The 20th Anniversary release of Thelma and Louise celebrates Brad Pitt's indelible entry into Hollywood and beyond. Script writer Callie Khouri said it best, "Brad is lit from the inside."
The guy always has been more than a pretty face - and more than a chiseled chest, now meticulously detailed in high definition. He is a fine performer. A natural comedian. An eminently engaging actor. And, yes, a great lay for love-starved Thelma.
But the real chemistry in this buddy-film/road-picture/truckstop-western belongs to Susan Sarandon and Geena Davis, (Louise and Thelma), who saddle up for the ride of their lives in a sexy 1966 turquoise T-bird convertible.
Thunderbirds, as mythology maintains, are soaring feathered symbols of power and vengeance. But Louise's quiet plans for a ladies-only weekend with house-bound Thelma did not begin that way.
Tucking Thelma under her maternal wing, Louise simply wanted to free her caged friend for a brief respite from her battering controlling husband (Christopher McDonald).
But when Miss Flighty flew the coop, she packed her hubby's pistol, in case of, she laughed, "psycho-killers, bears and snakes." A salient omen.
Together the two blast down the highway, detonating a wake-up call to anyone who touches the turbulence of their wake. Snooze or lose.
Louise is the engine of change. The shake-up artist commandeers control as best she can, forcing all bystanders to get on board or get out of their way.
Train wrecks accumulate along their tumultuous trail as they encounter and dispatch various cocky pricks. Snowballing serious transgressions, (albeit, often with hilarious consequences), have the cast of characters reshuffling their lives, while the weekenders-cum-fugitives lam it cross-country.
Khouri's Academy Award winning script zig-zags through surprises, subtleties and insights. She extricates the buried, unleashes the internal, and unfetters the repressed, all the while unveiling the characters and motivating their evolution.
Harvey Keitel, chronically cast as a hard-on hard-ass character, plays off-type as detective Hal Slocumb, the only male already on the path to liberation. He is the film's ballast and barometer. His comprehension and compassion for Thelma and Louise keeps the movie grounded. And he provides a gauge for how far women's lib has come and how far it has yet to go.
By the time the film was released in 1991, the late sixties' emancipation was in need of re-liberating. The women's movement was ever-too-slowly seeping into sleepy small towns to reach the overwhelmed, down-and-out and out-of-touch. Arkansans Thelma and Louise, the characters and the movie, reignite the dialog.
The aftershock of the movie enraged multitudinous men, spooked some of the ladies, and frightened parents of daughters. On the other hand, the tweaked chick-flick goaded many women to shift gears and galvanize new avenues for their own lives.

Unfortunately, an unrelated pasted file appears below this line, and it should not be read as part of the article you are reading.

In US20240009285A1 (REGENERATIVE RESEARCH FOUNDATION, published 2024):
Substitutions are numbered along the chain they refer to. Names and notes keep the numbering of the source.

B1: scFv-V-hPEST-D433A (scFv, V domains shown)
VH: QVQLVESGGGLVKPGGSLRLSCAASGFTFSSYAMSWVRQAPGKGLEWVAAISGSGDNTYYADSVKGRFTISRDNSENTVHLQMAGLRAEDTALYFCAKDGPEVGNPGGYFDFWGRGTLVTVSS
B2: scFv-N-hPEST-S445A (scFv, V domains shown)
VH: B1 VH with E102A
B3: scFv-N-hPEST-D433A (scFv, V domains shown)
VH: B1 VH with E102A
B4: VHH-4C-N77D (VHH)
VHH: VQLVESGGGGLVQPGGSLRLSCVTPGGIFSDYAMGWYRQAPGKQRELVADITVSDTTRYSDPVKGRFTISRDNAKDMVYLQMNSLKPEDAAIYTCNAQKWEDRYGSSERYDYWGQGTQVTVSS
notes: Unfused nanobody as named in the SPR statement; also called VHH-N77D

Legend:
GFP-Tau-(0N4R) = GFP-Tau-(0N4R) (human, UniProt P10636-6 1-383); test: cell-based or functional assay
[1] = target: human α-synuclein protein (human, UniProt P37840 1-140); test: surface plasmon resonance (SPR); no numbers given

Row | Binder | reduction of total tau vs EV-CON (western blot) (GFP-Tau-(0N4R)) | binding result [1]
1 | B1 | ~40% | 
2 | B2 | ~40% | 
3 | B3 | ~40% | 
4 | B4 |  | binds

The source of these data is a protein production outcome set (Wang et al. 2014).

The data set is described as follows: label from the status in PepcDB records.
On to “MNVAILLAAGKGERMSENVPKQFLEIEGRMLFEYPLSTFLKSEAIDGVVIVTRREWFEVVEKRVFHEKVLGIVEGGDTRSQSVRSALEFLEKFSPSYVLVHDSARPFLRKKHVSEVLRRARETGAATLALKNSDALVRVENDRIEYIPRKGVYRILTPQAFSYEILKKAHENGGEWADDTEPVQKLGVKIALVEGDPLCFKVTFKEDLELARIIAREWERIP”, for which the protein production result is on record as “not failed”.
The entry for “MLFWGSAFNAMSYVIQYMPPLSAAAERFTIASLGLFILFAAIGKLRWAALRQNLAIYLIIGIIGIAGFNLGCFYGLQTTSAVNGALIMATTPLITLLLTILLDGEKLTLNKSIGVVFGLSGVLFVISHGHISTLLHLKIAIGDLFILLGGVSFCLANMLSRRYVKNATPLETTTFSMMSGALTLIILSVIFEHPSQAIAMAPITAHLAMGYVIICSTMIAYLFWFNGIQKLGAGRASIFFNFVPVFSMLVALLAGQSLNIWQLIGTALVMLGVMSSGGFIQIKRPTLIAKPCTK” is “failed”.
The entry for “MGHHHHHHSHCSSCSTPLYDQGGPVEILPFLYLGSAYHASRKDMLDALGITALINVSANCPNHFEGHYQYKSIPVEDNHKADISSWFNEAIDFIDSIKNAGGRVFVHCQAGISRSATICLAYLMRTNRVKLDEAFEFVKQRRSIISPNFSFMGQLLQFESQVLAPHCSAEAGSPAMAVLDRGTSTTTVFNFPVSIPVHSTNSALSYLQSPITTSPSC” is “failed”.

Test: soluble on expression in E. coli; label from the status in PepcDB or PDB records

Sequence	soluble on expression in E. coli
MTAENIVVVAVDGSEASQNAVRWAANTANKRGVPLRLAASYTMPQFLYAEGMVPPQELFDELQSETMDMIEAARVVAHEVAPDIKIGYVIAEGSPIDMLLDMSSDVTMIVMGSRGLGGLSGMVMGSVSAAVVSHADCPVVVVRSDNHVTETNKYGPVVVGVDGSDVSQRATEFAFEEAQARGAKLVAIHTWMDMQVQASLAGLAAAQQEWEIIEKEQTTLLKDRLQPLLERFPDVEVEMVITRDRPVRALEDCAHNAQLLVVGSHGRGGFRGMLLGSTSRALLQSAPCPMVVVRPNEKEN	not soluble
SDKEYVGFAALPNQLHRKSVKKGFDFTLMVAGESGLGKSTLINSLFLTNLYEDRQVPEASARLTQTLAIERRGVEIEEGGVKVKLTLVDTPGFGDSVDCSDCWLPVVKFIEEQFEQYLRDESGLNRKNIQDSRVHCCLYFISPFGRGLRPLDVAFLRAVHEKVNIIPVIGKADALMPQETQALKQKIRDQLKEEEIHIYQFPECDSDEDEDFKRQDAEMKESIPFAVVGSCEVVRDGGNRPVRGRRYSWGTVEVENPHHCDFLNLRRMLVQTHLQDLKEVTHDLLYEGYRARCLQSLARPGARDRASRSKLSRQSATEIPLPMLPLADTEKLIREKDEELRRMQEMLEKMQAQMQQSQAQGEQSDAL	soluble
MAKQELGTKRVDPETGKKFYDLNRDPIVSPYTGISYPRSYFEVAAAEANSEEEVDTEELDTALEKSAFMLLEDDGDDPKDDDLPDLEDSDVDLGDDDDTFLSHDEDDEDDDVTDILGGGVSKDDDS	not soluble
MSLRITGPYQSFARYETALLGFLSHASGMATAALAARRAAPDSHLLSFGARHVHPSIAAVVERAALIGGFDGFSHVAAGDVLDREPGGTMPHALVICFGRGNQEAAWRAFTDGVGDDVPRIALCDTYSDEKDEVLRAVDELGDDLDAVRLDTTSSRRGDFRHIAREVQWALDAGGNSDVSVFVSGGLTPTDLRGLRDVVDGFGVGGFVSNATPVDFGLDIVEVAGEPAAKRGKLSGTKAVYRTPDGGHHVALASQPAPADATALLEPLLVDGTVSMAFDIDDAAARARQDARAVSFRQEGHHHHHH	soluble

As for any permanent changes to Hollywood, sexism remains comfortably in tact despite Thelma and Louise's accumulated awards, financial success and burgeoning stars - male and female.
But background history aside, for the filmmakers, cast and crew, this hit was about the story, not the message.
Khouri's script, Ridley Scott's direction, Adrian Biddle's cinematography, Hans Zimmer's music, and the charismatic performances combine to make this an important and transcendent gem - at least in the eyes of women.
After a movie ends, when I am not yet ready to part with the cinematic experience and return to the real world, I look to the Extras to let me linger longer - giving me time for the emotional osmosis to complete its permeation.
I count on deleted and extended scenes, chats with the actors and director, and a revealing run-on commentary. I want the chance to relish and revel in the methods and motives of the talented creatives. And I look for the how-to and why-not-to of filmmaking.
I am an insatiable snoop. I want to know. (And if it comes mixed with some on-set revelation of he-said-she-said fun gossipy stuff, so much the better.)
In these categories, the Extras deliver.
The deleted and extended scenes are illuminating. (Catherine Keener makes a surprise [and sadly cut] appearance as Harvey Keitel's wife.)
A must: Listen to Ridley Scott and view his "Alternative Ending." Food for thought.
Watch the "Documentaries and Featurettes." These segments (recorded about ten years after the film - and ten years ago) include all of the principals.
Who can get enough of Michael Madsen, Louise's anguished part-time paramour? Or McDonald, Thelma's addled husband? Pitt, here a more experienced actor, covers his deleted carnal debut with Davis.
(Note: Skip the "Commentary by Sarandon, Davis and Khouri;" it is redundant - re-edited from the "Documentaries.")
And to future filmmakers I recommend Scott's "Commentary." It's a 129 minute insight into a sweeping alpha-to-omega artist.
I especially endorse the "Commentary" to any practicing or aspiring screenwriter. The award winning Thelma and Louise manuscript was Callie Khouri's first, yet few script scribes since the invention of movies have been treated with as much respect and credibility by a fellow director. Scott's expository sounds more like Ridley's "Believe-It-Or-Not." Writer's: watch it and weep.
Director: Ridley Scott
Cast: Susan Sarandon, Geena Davis, Brad Pitt, Michael Madsen, and Harvey Keitel
Length: 129 minutes
Aspect ratio: 2.35:1
DTS-HD MA 5.1
Dolby Digital 5.1
Dolby Digital 5.1